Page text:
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Google Android 9 changes annoys app developers


A simple change, which the user even realizes, has been causing a slight friction between Google and Android app developers: the company, the owner of the mobile operating system, has limited the number of Wi-Fi scans an app can make. On Android 9 Pie, this limitation comes down to four scans every two minutes (for both open and running apps) or once every 30 minutes (for apps that run in the background, without direct execution). The measure does not include system applications.

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The problem for some devs is that this feature is commonly used by a variety of applications that use any kind of real-time data analysis, such as weather software, navigation apps and, of course, measuring signal strength Internet. For applications that act on these lines, the measure may be limiting its main operation.

The situation has been dragging on since last week: on Friday (24), Google responded to several complaints posted on its Google Issuetracker for Android page, which logs complaints from developers to the system, saying, "Again, a lot Thank you for submitting your function request. After evaluating with our product and engineering teams, the requested suggestion will not be considered at this time. " In other words, developers who want a rollover, or unless the user can create an exception list, will not be met.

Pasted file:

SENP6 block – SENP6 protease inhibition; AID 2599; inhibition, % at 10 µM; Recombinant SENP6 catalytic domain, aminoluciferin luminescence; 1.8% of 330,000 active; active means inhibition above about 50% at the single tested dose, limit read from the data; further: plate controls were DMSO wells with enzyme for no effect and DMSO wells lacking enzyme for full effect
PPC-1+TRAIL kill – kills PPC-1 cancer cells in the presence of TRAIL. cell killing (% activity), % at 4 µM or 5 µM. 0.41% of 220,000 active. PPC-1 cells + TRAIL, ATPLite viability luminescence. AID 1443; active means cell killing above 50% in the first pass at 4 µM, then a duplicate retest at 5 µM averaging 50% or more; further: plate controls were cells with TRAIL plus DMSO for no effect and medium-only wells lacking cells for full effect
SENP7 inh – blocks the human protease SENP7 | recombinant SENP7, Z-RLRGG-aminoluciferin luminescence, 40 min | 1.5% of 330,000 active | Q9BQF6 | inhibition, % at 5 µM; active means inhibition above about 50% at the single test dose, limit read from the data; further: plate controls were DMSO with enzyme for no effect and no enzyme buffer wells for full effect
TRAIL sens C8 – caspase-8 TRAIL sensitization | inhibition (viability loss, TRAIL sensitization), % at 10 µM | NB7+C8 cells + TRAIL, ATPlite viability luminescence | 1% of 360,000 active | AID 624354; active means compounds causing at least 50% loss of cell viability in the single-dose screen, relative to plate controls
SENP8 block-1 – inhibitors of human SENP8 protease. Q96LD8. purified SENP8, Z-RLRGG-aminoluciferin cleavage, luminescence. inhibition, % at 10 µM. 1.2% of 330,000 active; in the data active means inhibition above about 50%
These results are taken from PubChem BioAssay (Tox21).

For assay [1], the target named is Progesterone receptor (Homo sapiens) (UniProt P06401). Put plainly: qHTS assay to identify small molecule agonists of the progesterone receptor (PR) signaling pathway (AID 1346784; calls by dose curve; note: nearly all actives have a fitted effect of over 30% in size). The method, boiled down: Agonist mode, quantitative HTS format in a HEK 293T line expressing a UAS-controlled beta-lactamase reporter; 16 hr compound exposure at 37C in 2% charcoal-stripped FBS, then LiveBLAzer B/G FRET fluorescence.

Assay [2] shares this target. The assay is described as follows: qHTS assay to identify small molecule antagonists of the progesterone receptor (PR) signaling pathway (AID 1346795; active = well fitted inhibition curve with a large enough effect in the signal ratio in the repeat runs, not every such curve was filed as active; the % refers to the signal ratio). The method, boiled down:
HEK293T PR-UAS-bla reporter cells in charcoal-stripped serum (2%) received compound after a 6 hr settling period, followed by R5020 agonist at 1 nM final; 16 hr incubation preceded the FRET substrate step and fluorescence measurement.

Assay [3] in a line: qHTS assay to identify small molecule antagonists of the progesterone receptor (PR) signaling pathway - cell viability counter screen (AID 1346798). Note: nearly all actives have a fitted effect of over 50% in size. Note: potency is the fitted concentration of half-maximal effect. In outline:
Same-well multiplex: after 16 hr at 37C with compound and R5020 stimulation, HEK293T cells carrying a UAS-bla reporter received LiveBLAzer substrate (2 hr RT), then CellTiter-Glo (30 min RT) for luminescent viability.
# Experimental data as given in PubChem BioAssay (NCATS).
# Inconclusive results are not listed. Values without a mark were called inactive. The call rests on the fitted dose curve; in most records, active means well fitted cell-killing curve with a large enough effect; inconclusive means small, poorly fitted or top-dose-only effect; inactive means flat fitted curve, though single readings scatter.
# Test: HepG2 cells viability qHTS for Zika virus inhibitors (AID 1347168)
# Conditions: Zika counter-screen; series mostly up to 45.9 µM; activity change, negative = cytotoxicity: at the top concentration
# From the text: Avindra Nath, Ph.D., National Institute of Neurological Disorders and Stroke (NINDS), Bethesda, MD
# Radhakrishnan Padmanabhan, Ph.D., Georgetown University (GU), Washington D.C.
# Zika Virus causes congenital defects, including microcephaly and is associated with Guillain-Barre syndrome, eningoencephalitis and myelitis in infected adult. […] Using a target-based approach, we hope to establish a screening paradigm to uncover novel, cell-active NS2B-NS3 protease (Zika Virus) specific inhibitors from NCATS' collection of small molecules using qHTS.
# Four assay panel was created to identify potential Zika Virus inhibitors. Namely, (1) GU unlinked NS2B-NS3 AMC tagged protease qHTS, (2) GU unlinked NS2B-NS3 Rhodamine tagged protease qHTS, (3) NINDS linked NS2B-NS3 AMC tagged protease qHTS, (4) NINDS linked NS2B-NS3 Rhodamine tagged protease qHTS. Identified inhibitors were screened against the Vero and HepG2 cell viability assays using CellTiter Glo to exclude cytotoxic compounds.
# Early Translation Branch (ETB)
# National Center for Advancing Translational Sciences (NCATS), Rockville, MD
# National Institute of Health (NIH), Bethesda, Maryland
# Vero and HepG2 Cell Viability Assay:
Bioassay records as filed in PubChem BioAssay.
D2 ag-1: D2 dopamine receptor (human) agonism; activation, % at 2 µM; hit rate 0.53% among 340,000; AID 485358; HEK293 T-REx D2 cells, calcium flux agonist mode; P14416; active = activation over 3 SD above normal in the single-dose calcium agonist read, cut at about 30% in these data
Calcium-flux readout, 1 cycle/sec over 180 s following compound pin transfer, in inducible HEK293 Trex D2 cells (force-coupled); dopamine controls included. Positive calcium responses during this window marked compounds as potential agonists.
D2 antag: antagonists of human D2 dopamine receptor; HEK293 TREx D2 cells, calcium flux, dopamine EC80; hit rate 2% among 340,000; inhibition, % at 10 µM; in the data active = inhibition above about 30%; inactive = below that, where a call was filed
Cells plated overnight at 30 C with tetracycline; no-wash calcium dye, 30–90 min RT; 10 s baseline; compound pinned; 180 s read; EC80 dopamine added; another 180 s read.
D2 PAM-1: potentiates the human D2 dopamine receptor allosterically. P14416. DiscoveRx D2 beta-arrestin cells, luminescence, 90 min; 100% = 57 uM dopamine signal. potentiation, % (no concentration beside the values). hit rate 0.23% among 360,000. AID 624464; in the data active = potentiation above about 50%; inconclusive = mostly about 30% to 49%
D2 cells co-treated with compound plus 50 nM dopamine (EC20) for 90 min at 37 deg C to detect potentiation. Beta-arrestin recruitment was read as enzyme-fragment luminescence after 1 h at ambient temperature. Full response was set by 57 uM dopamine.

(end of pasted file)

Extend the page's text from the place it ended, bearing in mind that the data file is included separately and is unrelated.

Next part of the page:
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Google has promoted the change, according to its own, in order to save the user's battery consumption. Network scans, regardless of whether they are done manually or running in the background, increase the load and can, if excessively, reduce battery life. However, apps like GPS and signal meters end up being impacted directly with the measurement.

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